- Sungwon “Paul” Park: Work with Peter in Boston. From CM Seoul – Came 5 months ago. Learning English. First prayer request is surviving in Boston. Need money and ability to have conversation in English. Also pray that I am close with YWAM Boston staff, especially leader. Help the leader to understand CM more and release our team. Last week at MIT campus worship. God said “Your praise is received and your prayer is answered.”
- Ryan Dutra – Ryan’s wife Crystal is due in Oct. Just returned from 10 month trip to 11 countries. Learned about selves, how to be led by Spirit, and do a documentary. CM Pitt – mobilization, international students…but for now working with Pastors, churches, etc. Helping re-locate the base to the international heart of the city with a building with 100 rooms. Need wisdom, timing, people to come help, build a team…near Carnegie Mellon and UPitt. 10 minute walk.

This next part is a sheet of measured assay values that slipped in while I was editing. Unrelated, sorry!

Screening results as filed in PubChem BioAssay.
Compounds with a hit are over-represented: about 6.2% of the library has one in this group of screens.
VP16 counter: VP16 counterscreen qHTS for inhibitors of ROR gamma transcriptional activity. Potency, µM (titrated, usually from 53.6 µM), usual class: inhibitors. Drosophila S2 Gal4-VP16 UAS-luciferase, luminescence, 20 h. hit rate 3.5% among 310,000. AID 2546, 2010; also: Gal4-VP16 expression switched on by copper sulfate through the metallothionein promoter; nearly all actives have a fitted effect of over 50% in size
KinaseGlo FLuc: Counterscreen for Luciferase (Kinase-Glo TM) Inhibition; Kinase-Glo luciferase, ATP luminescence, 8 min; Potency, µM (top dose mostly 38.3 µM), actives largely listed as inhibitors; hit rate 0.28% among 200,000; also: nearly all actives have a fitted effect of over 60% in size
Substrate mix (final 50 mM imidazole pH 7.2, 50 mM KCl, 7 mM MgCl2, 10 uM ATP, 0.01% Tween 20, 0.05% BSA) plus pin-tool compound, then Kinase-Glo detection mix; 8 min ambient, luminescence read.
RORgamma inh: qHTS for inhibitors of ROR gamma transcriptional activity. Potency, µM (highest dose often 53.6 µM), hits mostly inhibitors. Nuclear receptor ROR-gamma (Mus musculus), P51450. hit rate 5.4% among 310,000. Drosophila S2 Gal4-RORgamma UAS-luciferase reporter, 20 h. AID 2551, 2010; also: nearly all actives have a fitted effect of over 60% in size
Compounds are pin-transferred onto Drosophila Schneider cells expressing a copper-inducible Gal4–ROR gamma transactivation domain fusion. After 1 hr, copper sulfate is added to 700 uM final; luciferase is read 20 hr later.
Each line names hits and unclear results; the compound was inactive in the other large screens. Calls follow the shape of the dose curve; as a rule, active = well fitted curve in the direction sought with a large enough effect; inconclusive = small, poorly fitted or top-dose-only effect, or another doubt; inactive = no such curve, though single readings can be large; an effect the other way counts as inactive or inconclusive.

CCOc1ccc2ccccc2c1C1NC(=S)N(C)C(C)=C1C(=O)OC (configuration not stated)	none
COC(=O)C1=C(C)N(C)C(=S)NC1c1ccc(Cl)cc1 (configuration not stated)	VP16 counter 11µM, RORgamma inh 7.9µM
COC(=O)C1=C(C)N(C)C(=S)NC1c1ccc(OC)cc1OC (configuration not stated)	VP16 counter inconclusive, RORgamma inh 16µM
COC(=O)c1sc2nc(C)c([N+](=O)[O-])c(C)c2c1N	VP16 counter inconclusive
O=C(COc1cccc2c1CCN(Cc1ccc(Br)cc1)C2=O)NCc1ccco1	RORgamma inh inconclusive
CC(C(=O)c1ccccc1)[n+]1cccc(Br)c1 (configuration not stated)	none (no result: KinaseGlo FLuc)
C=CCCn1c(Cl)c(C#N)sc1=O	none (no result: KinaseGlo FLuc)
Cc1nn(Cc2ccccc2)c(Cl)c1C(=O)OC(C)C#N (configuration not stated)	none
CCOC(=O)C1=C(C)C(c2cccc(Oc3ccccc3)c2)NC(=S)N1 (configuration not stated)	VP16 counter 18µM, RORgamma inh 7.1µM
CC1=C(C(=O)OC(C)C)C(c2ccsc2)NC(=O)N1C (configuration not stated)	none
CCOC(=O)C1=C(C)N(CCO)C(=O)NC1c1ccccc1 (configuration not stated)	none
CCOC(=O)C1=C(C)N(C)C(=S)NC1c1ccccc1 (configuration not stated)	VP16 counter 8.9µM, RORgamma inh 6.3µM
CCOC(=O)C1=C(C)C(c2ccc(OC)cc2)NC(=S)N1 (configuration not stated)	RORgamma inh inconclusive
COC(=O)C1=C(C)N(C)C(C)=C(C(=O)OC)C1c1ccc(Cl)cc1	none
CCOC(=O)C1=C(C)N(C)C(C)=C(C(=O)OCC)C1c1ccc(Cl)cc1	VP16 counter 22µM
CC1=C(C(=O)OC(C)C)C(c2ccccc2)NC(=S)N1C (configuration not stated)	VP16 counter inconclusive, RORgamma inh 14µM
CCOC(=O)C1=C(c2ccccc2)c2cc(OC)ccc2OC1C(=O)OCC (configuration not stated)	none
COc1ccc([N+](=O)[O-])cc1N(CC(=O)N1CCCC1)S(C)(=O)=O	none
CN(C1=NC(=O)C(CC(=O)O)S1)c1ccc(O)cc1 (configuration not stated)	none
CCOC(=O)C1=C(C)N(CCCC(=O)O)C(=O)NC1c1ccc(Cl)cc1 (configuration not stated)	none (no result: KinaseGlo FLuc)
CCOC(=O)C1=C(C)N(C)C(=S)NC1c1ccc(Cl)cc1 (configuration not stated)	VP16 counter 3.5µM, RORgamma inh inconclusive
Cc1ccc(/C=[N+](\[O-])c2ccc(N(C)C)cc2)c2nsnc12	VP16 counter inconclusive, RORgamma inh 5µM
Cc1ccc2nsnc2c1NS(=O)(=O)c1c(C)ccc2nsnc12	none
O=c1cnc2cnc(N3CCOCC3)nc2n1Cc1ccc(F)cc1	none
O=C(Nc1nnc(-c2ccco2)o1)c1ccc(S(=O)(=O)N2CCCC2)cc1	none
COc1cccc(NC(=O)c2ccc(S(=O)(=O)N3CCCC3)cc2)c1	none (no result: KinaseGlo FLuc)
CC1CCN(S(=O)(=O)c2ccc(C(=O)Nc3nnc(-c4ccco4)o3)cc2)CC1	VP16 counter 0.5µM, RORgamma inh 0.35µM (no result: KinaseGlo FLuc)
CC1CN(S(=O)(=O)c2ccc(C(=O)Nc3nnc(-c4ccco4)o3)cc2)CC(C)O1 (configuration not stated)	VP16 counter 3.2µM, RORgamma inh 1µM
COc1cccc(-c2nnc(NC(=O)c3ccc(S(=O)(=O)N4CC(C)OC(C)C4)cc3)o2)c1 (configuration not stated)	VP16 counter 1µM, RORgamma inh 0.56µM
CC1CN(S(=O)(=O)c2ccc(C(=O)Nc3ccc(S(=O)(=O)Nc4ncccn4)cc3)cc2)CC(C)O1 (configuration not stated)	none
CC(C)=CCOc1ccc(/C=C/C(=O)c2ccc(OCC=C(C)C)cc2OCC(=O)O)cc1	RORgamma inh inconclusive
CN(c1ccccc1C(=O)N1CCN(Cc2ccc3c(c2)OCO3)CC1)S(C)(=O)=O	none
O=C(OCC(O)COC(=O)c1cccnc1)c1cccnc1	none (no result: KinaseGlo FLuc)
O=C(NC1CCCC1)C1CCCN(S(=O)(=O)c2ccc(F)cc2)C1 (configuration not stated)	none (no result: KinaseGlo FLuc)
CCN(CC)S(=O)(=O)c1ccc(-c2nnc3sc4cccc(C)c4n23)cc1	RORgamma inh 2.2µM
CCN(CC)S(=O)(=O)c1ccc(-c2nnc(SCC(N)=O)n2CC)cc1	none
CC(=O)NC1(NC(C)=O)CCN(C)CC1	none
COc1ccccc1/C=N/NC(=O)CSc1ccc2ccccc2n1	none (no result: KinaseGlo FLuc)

What Did We Talk About?
We enjoyed several short presentations including the following: Each of these short 15 minute presentations was followed by 35-40 minute process/discussion times.
|Overview and History of Students in Missions||John Henry||Madison, WI|
|Global Christianity||Todd Johnson||S. Hamilton, MA|
|Korean Campus Mission in USA||Tae Oh Kim||Atlanta|
|Cultivating Truth on Campus||Deonn McDowell||Tyler, TX|
|Jesus People & Implications for a Movement Today||Justin Henry||Madison, WI|
|Kingdom Partnerships||Phill Butler||Edmonds, WA|
|MobilizeMe Documentary Project||Ryan Dutra||Pittsburgh, PA|
|Report on Campus Ministries in Baltimore||Daniel & SuCheor Jang||Baltimore, MD|
|Processing and Committing to Action||All||Northfield, MA|
What Was Memorable?